The Activate Urban Housing Design Competition challenged designers to explore new ideas for urban dwelling. A Clark Nexsen team won the competition and was recognized June 22 with an Honor Award at a ceremony and panel discussion in Charlotte. Clark Nexsen’s submission was chosen from 55 entries from 17 countries.
Honor Award – Mint, by Clark Nexsen, Raleigh and Charlotte, North Carolina
Merit Award – A-Maze, by Radar Architecture & Arts, Amsterdam, Netherlands
Citation – R.A.W. (Residents at Work), by UNC Charlotte College of Arts + Architecture, Charlotte, North Carolina
The competition asked entrants to create a design for a site on South Mint Street in uptown Charlotte focused on connectivity and neighborhood with residential, retail, and open greenspace. A national jury chaired by Raleigh architect, Frank Harmon, included Jonathan Segal, Roberto de Leon, Julie Snow, and Michael Williams.
Harmon commented, “The Clark Nexsen project was hands down the best entry in the Activate competition. It’s always a pleasure to see fresh talent.”
“Conceptually, we found a culinary incubator an interesting way to tie the residential with the retail and on a macro scale tie the development in with the bigger picture in Charlotte,” said Albert McDonald. “We started to make connections between Johnson & Wales, a culinary school in Charlotte, tapping into new restaurants, bars, and breweries popping up in the local area. We started making connections to downtown Charlotte and the Carolina Panthers Stadium and started to think this could be a really good place for people to hang out prior to going downtown for games, as one example.”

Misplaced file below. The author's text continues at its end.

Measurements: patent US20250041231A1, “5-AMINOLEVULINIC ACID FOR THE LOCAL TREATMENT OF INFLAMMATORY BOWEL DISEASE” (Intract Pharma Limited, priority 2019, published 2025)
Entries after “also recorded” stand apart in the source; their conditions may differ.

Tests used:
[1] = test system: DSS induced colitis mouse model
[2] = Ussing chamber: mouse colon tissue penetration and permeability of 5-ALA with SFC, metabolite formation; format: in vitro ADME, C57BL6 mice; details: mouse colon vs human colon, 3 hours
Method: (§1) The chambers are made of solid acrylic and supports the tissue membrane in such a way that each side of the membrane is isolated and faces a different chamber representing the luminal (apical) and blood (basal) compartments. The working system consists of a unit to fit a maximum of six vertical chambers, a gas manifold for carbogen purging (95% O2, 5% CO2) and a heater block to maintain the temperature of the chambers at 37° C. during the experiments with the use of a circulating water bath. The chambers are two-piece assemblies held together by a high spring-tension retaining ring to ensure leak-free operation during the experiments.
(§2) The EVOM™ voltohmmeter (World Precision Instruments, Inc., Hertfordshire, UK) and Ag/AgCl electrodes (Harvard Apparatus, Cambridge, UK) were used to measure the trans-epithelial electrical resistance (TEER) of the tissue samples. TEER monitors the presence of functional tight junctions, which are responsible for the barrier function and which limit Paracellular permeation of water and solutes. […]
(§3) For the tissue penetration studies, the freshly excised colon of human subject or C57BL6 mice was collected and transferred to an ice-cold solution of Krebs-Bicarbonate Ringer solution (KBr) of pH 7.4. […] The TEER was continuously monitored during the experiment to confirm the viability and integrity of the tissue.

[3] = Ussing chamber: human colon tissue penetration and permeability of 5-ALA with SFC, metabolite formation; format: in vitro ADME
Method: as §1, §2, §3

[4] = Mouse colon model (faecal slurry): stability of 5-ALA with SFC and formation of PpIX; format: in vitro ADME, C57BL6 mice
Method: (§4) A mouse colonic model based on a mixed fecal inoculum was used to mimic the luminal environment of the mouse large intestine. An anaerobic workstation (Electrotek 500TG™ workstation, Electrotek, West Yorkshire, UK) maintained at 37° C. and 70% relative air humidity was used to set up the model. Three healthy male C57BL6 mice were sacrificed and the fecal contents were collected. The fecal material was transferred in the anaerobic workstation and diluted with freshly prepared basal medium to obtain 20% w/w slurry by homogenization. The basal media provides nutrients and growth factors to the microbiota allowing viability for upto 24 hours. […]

“The site design focused on the green space, making it part of the culinary story as a co-op garden for residents in partnership with the test kitchens and on-site restaurant. The alley was a strong connective element that becomes an internal path for residents between their homes and the garden,” said Kevin Utsey. “The plaza is a welcoming social space that can support live entertainment as well as a farmers market/food trucks on Saturdays. We wanted to activate the residential and retail to connect and support the surrounding neighborhood based on the culinary concept.”
Live work units provide street level shop or studio space with residences above. The design grabs the street, creating a defined edge and overhangs where people can walk with shade and sun. The living units have porches off the front on the street and on the back to the gardens.
The Clark Nexsen team included Albert McDonald, Corey Baughman, Erika Jolleys, Jordan Gray, Rob Harkey, Will Pate, Kevin Utsey, Bill DeYoung, Claudia Li, Darius Kisluk, and Michael Romot. A broader goal between the Raleigh and Charlotte office was team building by getting to know each other from working together on the entry.
Activate North Carolina began as a series of events at the Center of Architecture and Design in Raleigh in 2014. Each event was a call to action for those interested in activating their communities and wanting to make a difference in shaping the world around them. Each year through public events, physical installations and design-build projects, and design competitions dialogues are started that improve our communities.